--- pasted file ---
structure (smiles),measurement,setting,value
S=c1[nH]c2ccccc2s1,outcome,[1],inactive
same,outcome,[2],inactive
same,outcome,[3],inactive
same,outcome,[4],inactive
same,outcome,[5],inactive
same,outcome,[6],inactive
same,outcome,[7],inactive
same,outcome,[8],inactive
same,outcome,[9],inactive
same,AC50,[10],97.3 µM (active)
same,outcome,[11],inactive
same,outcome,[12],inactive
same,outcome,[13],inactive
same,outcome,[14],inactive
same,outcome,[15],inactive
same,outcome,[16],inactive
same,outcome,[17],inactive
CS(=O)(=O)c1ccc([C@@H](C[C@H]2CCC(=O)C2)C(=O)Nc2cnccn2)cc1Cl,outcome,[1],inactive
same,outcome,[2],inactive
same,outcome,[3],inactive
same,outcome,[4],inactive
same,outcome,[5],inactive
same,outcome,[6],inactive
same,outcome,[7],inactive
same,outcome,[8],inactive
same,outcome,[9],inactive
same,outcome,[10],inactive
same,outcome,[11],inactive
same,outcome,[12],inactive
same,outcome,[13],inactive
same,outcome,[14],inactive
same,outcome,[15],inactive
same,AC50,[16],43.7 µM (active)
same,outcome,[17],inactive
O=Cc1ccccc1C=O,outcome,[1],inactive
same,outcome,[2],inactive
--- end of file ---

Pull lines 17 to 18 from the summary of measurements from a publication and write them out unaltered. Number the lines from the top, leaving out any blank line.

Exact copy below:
same,outcome,[16],inactive
same,outcome,[17],inactive